talking about candidate experienceWhy is candidate experience everyone’s favorite subject? Because it’s easy to talk about and much harder to do. Here are some statements that busy recruiters hear all the time:

What they say: Go through your own application process.

Why they say it:? Because it helps. Once you realize what it’s like from a candidate’s perspective, you get a better feel for your tech, you more easily see holes in the application process and you gain some much needed empathy for why they mess it up.

Why it’s important to do:? Because you can’t truly understand your own technology, process and applicants unless you have walked in their shoes. Looking at it from the outside gives an organization perspective.

What makes it tough: Getting perspective is not the same as getting a check for a new ATS, time for a long term implementation or additional staff to extend your time so you can address whatever you find.

Bottom line: It may not change anything right away, but knowing is better than ignorance. While it may be frustrating to know about issues you can’t fix immediately, you’ll have a better candidate experience just for understanding your own systems.

What they say: Give your applicants as much time as they give you.

Why they say it: Because humans should treat each other kindly and gradually companies are becoming more aware that social can be their worst enemy when candidates feel mistreated.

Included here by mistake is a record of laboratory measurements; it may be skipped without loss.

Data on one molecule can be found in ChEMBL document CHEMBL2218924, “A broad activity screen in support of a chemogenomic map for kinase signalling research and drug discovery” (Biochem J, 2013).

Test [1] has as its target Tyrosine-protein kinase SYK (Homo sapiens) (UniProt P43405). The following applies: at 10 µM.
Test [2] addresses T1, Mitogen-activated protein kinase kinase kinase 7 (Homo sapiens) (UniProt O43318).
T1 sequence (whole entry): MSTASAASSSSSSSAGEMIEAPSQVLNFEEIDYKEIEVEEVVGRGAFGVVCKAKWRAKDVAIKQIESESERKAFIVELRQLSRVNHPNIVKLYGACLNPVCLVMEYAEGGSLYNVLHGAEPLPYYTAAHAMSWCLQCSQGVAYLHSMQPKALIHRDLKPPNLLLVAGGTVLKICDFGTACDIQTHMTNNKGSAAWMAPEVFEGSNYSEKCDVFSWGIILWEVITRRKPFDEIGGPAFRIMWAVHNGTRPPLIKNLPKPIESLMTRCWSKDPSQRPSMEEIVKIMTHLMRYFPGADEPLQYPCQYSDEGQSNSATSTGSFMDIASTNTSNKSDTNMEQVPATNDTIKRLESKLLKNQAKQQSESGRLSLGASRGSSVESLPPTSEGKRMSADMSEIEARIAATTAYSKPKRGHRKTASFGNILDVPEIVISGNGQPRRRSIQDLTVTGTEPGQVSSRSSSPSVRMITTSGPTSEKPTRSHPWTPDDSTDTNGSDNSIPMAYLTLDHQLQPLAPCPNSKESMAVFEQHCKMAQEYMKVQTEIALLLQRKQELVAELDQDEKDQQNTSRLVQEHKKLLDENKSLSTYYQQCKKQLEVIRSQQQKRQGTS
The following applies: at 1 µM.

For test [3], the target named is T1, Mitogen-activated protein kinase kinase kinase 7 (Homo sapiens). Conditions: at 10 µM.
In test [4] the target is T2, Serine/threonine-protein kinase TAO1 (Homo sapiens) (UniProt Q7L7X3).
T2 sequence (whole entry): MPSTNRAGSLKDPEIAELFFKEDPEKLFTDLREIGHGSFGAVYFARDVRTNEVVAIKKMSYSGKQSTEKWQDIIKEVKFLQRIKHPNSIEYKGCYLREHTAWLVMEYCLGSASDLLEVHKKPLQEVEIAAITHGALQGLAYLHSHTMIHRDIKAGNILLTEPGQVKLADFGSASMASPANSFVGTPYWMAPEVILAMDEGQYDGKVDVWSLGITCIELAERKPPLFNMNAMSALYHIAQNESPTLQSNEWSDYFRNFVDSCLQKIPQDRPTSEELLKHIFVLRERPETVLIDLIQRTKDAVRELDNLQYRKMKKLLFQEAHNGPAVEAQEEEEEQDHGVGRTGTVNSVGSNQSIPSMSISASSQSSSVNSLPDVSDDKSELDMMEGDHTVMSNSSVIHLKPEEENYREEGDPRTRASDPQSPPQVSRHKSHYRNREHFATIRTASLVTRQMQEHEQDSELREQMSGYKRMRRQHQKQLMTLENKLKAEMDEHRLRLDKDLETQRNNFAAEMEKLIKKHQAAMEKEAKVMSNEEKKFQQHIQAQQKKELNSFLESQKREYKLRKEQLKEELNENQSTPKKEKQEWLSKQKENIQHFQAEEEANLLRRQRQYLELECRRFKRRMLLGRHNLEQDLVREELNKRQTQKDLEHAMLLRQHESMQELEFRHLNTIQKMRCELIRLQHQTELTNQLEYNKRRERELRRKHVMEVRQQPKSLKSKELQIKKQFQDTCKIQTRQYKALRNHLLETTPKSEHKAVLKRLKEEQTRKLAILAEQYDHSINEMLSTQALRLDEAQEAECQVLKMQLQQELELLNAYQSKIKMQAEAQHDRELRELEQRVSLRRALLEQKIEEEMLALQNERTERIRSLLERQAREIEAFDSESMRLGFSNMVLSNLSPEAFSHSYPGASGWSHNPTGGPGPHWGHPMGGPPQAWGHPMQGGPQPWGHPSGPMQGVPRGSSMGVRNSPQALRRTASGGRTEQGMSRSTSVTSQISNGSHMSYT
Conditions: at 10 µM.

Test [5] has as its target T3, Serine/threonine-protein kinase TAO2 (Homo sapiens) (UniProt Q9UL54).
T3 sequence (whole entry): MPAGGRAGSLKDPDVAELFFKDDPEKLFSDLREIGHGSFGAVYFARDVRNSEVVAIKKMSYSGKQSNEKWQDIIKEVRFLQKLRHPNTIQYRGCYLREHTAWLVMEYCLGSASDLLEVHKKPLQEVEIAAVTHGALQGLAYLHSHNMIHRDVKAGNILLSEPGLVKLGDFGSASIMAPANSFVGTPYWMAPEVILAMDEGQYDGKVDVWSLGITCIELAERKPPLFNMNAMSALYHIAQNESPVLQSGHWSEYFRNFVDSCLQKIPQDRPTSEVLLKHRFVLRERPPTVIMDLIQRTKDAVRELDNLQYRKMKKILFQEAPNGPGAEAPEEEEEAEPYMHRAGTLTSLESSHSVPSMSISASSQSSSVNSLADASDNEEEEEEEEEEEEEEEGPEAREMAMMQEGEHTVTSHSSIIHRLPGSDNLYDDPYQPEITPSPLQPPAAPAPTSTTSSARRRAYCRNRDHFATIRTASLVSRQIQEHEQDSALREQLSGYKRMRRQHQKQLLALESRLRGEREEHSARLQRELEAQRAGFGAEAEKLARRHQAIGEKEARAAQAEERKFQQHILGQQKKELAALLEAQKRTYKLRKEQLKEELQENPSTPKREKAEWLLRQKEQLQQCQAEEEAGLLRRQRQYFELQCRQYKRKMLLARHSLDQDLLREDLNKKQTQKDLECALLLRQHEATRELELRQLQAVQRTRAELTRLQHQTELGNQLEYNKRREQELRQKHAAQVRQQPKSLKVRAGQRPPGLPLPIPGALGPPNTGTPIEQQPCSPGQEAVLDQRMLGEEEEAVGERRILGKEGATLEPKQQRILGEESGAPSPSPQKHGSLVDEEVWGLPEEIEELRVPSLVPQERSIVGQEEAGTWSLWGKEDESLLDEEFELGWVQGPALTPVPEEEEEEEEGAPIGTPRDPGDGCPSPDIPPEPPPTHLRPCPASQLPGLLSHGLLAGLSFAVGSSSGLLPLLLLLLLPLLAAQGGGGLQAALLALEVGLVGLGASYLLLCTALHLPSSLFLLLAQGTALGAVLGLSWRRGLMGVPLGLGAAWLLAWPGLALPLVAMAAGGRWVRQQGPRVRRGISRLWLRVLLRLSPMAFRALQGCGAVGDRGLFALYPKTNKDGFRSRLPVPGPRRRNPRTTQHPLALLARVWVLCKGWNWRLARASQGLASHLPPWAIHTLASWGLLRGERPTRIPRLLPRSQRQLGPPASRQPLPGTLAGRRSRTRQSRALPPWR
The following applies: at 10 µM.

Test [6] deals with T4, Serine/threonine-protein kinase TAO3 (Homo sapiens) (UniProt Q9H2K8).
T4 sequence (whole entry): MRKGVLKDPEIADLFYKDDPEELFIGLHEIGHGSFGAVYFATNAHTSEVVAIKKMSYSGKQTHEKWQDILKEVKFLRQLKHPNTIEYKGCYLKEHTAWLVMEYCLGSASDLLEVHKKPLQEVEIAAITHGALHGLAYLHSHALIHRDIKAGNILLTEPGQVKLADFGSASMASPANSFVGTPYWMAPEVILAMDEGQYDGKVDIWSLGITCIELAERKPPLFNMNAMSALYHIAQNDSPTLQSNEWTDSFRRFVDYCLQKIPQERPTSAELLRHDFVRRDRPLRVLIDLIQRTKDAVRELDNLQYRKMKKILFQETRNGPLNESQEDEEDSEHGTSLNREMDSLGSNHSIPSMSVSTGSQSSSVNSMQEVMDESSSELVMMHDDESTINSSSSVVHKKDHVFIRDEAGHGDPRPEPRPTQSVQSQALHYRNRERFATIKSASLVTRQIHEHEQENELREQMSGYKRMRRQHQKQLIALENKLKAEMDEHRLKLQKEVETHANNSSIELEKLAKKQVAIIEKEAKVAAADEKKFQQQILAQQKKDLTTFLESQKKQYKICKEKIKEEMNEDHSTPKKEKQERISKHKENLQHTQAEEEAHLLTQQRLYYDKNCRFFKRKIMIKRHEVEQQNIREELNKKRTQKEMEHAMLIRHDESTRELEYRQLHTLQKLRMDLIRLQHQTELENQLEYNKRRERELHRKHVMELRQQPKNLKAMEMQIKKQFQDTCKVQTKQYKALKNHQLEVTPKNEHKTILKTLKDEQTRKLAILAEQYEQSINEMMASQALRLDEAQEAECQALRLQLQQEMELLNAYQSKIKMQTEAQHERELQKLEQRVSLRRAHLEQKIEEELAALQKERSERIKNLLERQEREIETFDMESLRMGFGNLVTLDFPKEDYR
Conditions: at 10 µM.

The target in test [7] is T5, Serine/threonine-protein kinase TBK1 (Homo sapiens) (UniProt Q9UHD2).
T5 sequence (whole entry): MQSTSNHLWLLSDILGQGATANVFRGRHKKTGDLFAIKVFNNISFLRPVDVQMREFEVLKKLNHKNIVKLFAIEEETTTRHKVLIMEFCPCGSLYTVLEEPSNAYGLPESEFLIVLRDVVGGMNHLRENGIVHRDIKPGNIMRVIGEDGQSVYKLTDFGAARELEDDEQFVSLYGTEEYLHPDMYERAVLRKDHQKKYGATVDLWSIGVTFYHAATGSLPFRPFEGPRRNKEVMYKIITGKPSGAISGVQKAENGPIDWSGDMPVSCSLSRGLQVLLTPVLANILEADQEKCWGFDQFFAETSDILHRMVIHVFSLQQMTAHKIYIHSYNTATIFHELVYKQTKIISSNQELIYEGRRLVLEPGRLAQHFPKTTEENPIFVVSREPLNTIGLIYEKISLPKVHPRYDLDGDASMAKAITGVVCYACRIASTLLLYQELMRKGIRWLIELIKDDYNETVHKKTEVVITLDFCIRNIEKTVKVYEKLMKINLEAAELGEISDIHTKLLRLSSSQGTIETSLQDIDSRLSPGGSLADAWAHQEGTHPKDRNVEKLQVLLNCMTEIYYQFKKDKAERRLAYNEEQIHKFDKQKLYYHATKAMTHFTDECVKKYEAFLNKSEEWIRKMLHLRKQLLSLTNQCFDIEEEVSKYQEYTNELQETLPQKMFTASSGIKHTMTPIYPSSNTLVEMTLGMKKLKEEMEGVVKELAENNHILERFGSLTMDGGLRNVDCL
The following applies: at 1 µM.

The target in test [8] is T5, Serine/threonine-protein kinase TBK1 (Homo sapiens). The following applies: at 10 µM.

Why it’s important: Candidates need to know that the time they’ve invested in applying and interviewing for your position meant something, even if they don’t get the job. Today’s rejected applicant could be tomorrow’s consumer.

What makes it tough: Not everyone has that kind of time and when you’re running a full desk, 15 minutes or 45 minutes for every candidates, even the unsuitable ones, just can’t happen every day.

Bottom line: You need to make candidates FEEL appreciated, but it doesn’t have to take all day. Implementing one key feature in your arsenal (a personalized auto-responder for example) can do wonders in letting candidates know they’ve been heard.

What they say: Build an FAQ or roadmap for your online applicants.

Why they say it: If this is a war for talent, we need some rules of engagement.

Why it’s important: One of the most common questions when I speak to jobseekers is ‘How do I get noticed in a pool of hundreds of resumes?’ YOUR candidates want to be able to cut through the noise and raise their hands and be counted, but they don’t know how.

What makes it tough: Not every recruiter or HR professional has the ability to monkey around with their website and unless you HAVE gone through your own application process, you’re not really qualified to write a roadmap.

Bottom line: Whether it’s in an email, on a landing page or you have to bring the IT guy an avocado wrap every day for two weeks, you should make this a priority. When jobseekers know how to approach you, they have a better chance of getting it right.

What they say: Set expectations early and often.

Why they say it: Because most often what candidates desire most (besides a job!) is to be acknowledged.

Why it’s important: If your interview process takes 60 days and you don’t tell applicants that, you may miss out on a great prospect because they didn’t know it would take that long.

What makes it tough: It’s in our nature to wait for the exact right fit to come along and letting people know precisely how you do it feels a bit like losing control.

Bottom line: Committing your expectations and agreement with the applicants to “paper” makes it more likely that you will ensure quality in your own recruiting standards and it gives candidates an idea of where they stand. Remember, yours isn’t the only job they’ve applied for!

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